Victims of obs fistula illiterate, with limited access to health services: Dr Shershah
KARACHI —Countries around the world celebrated this 3rd International Day to End Obstetric Fistula on Monday with a variety of events to raise awareness of this neglected health and human rights challenge.
One of the most serious injuries of childbirth, Obstetric Fistula is a hole in the birth canal caused by prolonged, obstructed labour due to the lack of timely and adequate medical care. In most cases, the baby is either stillborn or dies within the first week of life, and the woman suffers a devastating injury-a fistula-that renders her incontinent. Many women and girls with fistula are shunned by their families and communities, deepening their poverty and magnifying their suffering.
Eminent medical expert Dr Sher Shah Syed said this at a press conference he gave in commemoration of celebrate International Day to End Obstetric Fistula at the Karachi Press Club on Monday.
Dr Sajjad Ahmed Siddiqui, Program Officer, PNFWH, Dr Mirza Ali Azhar, Secretary General PMA Centre, Dr Ahmed Bhimani, General Secretary, PMA Karachi and Shruti, Provincial Officer, UNFPA were also present.
He said that it is unconscionable that the poorest, most vulnerable women and girls suffer needlessly from the devastating condition of obstetric fistula.
He said that “These vulnerable women and girls are at the heart of UNFPA’s efforts to ensure that every pregnancy is wanted, every child birth is safe, and every young person’s potential is fulfilled.”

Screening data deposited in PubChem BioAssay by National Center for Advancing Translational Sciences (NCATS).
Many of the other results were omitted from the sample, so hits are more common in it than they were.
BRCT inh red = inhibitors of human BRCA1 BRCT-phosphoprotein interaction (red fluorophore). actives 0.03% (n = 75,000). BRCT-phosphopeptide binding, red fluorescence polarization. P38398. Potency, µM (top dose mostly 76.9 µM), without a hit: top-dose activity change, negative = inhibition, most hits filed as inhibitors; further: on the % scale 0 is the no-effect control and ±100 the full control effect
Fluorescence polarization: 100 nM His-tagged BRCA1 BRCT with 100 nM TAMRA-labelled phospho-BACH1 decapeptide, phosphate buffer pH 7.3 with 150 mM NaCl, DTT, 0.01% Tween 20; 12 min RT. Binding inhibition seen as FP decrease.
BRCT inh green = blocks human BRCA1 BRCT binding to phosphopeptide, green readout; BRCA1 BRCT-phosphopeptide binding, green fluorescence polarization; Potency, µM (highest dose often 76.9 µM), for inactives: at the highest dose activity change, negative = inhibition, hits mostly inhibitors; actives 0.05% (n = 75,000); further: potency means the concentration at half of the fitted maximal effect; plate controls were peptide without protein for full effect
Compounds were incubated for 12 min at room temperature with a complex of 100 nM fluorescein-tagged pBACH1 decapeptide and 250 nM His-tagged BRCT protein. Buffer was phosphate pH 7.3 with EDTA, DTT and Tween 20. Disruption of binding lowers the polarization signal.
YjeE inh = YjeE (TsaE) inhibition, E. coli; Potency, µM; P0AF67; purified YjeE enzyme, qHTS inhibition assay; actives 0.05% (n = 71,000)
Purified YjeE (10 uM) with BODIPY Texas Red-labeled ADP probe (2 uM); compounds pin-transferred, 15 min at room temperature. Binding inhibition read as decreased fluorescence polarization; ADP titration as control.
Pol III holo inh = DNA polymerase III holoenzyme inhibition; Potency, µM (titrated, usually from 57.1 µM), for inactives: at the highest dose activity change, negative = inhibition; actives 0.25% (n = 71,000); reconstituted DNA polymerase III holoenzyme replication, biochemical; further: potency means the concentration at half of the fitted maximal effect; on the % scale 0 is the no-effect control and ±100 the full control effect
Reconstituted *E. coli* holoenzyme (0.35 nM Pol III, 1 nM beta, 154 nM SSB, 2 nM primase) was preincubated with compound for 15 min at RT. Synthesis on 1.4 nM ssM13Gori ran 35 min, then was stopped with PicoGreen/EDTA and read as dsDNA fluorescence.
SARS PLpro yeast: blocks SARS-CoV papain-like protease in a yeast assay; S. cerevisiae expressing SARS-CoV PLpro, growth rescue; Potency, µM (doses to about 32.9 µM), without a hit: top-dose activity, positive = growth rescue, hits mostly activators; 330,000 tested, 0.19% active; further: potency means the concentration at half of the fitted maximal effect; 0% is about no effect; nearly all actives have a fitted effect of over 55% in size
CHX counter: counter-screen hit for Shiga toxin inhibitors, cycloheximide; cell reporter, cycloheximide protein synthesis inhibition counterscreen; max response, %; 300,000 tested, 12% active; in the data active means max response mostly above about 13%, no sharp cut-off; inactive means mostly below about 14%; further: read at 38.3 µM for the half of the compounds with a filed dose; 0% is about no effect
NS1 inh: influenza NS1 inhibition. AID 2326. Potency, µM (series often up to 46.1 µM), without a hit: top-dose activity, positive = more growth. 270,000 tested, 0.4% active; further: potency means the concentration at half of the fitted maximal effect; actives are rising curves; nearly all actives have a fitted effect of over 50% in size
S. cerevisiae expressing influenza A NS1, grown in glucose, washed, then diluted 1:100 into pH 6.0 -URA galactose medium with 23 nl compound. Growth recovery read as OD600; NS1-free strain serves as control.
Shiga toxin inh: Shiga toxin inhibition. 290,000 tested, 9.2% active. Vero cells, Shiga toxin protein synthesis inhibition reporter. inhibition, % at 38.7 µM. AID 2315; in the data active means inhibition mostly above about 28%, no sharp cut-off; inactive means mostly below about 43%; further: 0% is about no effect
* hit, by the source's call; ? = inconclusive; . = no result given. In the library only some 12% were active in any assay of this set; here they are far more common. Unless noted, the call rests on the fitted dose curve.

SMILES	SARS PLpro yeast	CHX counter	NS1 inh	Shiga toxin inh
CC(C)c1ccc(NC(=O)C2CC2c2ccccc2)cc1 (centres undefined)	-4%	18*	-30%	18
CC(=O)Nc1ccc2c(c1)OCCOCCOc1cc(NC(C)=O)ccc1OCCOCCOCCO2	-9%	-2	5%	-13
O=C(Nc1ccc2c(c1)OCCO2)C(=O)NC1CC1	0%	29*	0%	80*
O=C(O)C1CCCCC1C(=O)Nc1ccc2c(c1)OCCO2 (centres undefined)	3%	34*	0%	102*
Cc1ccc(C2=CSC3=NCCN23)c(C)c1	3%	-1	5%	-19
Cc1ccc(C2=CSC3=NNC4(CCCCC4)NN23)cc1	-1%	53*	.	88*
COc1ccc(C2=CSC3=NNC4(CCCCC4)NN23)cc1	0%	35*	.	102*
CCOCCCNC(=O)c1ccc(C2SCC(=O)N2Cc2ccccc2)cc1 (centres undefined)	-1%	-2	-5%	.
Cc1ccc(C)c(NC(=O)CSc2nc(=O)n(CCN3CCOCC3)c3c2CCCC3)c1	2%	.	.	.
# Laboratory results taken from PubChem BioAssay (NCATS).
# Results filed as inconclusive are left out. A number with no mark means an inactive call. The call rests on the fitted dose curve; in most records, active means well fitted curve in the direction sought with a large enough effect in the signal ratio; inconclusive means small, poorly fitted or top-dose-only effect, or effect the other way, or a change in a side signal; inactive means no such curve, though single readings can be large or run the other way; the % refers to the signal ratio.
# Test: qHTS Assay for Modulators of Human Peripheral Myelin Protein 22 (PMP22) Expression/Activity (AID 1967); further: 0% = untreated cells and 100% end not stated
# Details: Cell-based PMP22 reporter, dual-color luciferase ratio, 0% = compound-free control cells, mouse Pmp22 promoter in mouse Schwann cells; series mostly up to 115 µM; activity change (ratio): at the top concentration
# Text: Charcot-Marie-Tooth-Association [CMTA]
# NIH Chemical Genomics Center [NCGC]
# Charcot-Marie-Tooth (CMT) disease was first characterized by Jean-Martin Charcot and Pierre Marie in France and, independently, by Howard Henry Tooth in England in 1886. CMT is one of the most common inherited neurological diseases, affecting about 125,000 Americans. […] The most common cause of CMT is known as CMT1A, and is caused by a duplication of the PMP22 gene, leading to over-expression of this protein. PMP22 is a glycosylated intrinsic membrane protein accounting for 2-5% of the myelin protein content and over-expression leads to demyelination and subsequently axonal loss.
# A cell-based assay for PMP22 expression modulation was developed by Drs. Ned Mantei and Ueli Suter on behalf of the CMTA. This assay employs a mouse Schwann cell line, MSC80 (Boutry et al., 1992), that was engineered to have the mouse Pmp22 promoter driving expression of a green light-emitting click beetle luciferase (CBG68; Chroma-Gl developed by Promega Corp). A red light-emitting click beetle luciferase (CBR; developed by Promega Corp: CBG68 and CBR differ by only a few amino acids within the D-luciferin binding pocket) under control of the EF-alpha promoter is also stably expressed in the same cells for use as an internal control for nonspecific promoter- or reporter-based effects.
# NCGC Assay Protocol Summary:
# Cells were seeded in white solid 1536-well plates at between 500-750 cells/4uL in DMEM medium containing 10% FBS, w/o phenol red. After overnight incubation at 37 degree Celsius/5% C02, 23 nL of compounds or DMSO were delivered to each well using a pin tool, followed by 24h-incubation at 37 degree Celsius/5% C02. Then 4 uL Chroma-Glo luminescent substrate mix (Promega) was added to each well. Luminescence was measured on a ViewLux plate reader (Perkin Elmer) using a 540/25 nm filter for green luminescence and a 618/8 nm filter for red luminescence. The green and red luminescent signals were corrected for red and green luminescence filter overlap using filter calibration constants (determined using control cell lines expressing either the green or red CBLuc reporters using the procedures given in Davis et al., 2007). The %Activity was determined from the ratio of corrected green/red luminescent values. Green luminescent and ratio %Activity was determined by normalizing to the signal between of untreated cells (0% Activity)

Victims of obstetric fistula are usually among the hardest to reach, and are often illiterate and with limited access to health services, including maternal and reproductive health care, he added.
He said that The persistence of the problem reflects broader health inequities and health-care system weakness, as well as wider challenges facing women and girls, such as gender and socio-economic inequality, lack of schooling, child marriage and early child bearing all of which impede the well being of women and girls and their opportunities.
Dr Syed said that the obstetric fistula has been virtually eliminated in industrialized nations, as it is preventable and, in most cases, can be surgically repaired. However, an estimated 3000 to 5000 year new cases develop each year in Pakistan.
Over the last 08 years, UNFPA has directly supported more than 5000 women and girls to receive surgical treatment for fistula in Pakistan through their 07 regional centres in the country, he said adding that the campaign is based on the three key strategies of prevention, treatment and social reintegration of survivors.
He informed that Pakistan National Forum on Women’s Health is implementing this project all over the country by providing surgical treatment, trainings for doctors and mid-level healthcare providers and raising awareness on the social issues iatrogenic fistula are reported.
Pakistan Medical Association and Society of Obstetricians and Gynecologists of Pakistan have great concern over this serious issue and demand health authorities to use their all resources to sop such practices specially PMDC and CPSP have to redesign their policies for registration and trainings, added Dr Syed.
He recalled that in November 2012, the General Assembly designated May 23, as the official International Day to End Obstetric Fistula. Events on that day will include a special observance at the United Nations in New York, with the participation of fistula survivors, advocates and practitioners who have dedicated their careers to putting an end to this devastating condition.—NNI